The current commissioning process encourages a race to the bottom on price.
It means that providers like The Wallich, which endeavour to deliver high-quality, professional support services, can struggle to attract and retain project staff whilst running at a low enough cost to win tenders.
Delivering quality support for our clients is undoubtedly a demanding job, as staff are required to have advanced knowledge and skills not only in housing, but also in trauma-informed care and even how to respond to health crises.
Whilst alternately feeling like a social worker, a therapist or even a paramedic, staff pay rarely reflects such responsibilities, leaving support staff feeling demoralised and undervalued.
Whilst the current Welsh Government guidance for commissioning services through the Housing Support Grant (HSG) is strong in its evidence-based specifications of the sorts of services that make a real difference in tackling homelessness, we would like to see it go further.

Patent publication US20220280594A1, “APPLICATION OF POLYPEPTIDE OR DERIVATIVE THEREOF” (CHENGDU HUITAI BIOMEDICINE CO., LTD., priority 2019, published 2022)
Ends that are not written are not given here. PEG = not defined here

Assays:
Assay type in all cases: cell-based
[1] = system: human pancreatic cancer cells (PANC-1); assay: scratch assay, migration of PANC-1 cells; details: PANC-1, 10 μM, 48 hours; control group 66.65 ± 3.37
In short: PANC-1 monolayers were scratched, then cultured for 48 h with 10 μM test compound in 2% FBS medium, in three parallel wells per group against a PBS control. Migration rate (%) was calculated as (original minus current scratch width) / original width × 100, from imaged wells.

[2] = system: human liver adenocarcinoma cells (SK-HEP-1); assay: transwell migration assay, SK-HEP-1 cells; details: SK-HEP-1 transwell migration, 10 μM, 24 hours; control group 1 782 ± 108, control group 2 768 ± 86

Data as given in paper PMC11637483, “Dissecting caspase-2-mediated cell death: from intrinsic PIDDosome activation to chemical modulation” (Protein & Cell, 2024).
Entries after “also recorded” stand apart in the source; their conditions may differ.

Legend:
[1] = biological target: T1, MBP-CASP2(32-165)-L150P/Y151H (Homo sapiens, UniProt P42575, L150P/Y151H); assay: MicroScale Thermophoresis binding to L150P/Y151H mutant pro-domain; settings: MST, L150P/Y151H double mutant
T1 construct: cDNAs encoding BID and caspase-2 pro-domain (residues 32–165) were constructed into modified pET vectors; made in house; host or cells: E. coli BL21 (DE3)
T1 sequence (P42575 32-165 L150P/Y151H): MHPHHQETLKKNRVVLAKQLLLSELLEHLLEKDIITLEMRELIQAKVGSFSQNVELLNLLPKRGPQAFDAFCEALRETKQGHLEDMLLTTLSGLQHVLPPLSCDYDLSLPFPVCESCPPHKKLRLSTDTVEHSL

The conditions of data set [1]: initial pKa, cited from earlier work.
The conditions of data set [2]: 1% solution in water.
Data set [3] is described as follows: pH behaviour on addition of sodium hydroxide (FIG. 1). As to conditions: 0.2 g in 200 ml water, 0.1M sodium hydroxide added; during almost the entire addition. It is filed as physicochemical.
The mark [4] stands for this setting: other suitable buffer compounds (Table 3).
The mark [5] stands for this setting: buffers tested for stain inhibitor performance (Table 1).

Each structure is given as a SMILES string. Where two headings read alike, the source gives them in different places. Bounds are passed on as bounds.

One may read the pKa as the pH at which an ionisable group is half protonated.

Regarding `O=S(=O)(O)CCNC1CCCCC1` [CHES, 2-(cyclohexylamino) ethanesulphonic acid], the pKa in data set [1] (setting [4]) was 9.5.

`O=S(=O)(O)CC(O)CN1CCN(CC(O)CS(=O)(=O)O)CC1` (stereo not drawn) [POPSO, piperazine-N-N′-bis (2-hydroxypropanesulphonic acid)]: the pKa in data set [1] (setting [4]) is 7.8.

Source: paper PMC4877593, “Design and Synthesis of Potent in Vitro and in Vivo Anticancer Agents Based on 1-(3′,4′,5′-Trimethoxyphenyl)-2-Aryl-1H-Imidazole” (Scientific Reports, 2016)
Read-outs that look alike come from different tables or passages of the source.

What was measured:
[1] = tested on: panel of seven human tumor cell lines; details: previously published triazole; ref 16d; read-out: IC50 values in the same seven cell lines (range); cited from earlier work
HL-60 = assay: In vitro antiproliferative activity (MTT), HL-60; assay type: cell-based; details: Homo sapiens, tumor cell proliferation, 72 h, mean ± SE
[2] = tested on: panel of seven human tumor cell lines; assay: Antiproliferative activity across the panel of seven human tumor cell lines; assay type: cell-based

We are calling for the professional status of support staff to be recognised, perhaps through accredited training and qualifications from the Chartered Institute of Housing (CIH).
A level playing field could also be maintained through clarifying reasonable staff-to-client ratios for distinct types of support work, ensuring funding increases in line with higher numbers of referrals, retaining fair terms of employment, and enabling all service providers to pay the real living wage to all staff.
We would like to see national recognition of homelessness and housing support as a true vocation, as deserving of equal respect and remuneration as other frontline health and care workers who have also given so much to keep people safe during the coronavirus pandemic.